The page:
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Creation Date

Spring 2017

Major

Recreation and Park Administration

Department

Recreation and Park Administration

Degree

Graduate

Mentor

Michelle Davis Gerken

Mentor Department

Recreation and Park Administration

Abstract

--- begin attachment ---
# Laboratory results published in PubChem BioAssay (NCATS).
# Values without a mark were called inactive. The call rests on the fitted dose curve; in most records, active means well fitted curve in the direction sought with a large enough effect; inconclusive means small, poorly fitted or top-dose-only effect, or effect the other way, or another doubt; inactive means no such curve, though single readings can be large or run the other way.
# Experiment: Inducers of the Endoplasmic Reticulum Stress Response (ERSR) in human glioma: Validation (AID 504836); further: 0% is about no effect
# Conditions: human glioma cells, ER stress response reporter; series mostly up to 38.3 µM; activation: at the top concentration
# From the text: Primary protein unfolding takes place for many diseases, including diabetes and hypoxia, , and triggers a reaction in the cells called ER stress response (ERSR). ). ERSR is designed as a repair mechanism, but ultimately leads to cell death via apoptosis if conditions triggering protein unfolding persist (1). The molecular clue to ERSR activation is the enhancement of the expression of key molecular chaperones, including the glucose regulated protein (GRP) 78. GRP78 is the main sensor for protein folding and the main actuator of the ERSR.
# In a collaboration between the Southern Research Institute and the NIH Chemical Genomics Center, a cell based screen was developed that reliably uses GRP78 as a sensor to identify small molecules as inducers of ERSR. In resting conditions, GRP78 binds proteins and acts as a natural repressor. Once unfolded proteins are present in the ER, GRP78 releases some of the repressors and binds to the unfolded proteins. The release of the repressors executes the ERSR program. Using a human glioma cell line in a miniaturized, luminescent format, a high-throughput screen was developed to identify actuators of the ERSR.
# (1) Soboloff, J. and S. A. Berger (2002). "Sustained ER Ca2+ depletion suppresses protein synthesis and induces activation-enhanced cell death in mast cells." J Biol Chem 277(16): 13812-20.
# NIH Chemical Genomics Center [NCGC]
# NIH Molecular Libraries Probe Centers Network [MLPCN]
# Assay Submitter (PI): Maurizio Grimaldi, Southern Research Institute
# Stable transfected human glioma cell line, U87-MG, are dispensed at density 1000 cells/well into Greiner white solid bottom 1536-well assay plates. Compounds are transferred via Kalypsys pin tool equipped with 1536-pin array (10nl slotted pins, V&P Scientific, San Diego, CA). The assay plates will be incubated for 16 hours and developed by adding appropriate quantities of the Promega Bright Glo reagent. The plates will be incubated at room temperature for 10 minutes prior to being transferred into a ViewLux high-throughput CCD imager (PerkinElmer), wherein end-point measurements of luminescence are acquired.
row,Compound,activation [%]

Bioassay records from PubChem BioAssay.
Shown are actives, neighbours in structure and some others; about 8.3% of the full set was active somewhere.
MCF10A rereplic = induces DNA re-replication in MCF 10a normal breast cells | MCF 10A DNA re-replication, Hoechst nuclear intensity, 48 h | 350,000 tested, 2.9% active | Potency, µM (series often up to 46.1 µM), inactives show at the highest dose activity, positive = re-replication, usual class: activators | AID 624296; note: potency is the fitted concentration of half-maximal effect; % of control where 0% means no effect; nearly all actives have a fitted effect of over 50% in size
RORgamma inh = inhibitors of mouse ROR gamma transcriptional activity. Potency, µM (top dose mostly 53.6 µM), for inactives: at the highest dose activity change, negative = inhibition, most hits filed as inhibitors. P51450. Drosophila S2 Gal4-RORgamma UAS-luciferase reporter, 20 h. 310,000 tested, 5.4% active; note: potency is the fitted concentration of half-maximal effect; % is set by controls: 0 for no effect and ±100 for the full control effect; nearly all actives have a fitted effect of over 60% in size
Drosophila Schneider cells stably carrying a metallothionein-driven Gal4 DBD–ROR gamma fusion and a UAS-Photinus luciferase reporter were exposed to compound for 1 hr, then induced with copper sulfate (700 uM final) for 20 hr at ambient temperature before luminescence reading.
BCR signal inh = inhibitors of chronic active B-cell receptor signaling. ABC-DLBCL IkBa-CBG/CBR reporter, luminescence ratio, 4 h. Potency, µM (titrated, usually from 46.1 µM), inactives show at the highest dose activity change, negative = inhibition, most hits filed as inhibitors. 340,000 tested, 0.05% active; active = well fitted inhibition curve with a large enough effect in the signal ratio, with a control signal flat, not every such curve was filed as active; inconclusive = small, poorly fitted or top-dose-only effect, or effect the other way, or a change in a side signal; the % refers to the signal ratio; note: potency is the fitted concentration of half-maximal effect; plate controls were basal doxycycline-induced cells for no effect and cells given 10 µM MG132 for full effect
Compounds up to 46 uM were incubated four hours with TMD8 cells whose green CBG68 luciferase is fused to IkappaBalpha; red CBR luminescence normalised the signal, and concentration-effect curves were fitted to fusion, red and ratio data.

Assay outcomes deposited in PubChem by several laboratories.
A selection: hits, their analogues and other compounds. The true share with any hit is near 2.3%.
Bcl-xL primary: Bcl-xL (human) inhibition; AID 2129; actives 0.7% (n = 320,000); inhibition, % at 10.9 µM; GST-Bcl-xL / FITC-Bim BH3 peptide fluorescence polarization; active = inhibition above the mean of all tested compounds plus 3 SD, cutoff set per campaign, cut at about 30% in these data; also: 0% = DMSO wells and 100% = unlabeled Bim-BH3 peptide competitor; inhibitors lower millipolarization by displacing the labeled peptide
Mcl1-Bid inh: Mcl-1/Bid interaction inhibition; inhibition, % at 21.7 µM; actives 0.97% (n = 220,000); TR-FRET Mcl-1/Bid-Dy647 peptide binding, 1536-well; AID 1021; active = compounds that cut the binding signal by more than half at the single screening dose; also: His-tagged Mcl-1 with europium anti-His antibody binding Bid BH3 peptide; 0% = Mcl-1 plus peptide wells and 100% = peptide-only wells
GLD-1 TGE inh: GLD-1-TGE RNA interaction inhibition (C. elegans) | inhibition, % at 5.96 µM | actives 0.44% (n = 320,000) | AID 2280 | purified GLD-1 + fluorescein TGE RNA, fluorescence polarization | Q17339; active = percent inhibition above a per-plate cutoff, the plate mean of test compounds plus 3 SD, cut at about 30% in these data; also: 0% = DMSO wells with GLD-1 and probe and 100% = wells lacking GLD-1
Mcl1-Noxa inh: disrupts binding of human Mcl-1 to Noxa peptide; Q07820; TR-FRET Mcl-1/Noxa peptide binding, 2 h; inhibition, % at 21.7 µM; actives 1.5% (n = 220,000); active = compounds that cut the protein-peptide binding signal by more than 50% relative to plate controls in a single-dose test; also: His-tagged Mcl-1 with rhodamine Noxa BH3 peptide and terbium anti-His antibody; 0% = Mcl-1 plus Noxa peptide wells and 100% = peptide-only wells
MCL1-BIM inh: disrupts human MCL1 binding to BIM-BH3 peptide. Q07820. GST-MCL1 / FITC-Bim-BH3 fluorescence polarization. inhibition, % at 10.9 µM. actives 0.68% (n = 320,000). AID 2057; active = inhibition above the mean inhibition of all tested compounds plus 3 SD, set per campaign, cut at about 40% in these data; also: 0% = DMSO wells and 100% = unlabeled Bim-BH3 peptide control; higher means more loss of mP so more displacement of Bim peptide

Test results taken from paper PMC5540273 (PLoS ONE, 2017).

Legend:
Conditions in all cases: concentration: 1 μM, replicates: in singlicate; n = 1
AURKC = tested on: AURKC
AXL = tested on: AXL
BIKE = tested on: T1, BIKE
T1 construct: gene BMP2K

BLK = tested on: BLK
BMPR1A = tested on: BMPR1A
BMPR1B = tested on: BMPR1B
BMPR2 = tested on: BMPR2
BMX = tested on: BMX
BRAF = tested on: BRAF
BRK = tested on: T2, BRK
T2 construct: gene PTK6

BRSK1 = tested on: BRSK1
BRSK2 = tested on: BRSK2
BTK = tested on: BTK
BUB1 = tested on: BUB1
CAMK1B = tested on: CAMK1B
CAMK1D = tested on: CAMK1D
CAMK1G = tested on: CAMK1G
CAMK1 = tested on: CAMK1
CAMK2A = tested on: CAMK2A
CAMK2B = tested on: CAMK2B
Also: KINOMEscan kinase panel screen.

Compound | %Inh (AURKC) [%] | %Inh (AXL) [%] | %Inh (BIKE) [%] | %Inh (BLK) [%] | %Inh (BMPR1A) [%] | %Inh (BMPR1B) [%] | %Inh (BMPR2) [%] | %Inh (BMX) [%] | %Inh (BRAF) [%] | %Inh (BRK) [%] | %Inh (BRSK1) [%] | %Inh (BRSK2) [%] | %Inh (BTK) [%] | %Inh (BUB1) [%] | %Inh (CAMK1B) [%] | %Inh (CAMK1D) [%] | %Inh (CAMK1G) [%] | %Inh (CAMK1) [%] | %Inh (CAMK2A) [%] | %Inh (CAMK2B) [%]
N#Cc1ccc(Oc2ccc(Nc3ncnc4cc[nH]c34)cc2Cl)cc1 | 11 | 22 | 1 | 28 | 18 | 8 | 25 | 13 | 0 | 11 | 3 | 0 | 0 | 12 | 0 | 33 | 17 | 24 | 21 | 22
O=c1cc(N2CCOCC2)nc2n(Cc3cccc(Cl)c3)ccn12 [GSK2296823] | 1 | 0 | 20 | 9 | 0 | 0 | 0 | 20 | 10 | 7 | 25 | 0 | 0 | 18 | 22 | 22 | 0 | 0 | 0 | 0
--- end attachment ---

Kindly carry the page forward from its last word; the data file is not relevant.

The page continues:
Animal therapy is one of several intervention used for recreational therapy that improves the emotional health of individuals who are recovering from a traumatic brain injury or other health or disability issues. In turn this intervention helps patients recover faster from injury versus patients who do not have an animal assistant (Fine, 2010). With brain trauma patients, they have to learn how to re-socialize into society. Many patients develop anxiety and depression following a traumatic brain injury (Jorge, Robinson, Starkstein, and Arndt, 1993; McCauley, Boake, Levin, Contant, and Song, 2010; Moore, Terryberry-Spohr, and Hope, 2005). This results in difficulty to re-enter society and function as a member of the community. However, through animal assisted therapy, patients form bonds that allow them to feel comfortable, gain confidence, and have lower stress levels while interacting with others (Jorgenson, 1997; Barker and Dawson, 1998). This study will investigate the health benefits, recovery rate, and re-socialization of animal therapy for individuals who suffered traumatic brain injuries. A review of literature will be the foundation for this study. Results indicate that patients who have an animal assistant are more likely to re-socialize with an increased emotional health rather than patients who do not have an animal assistant.

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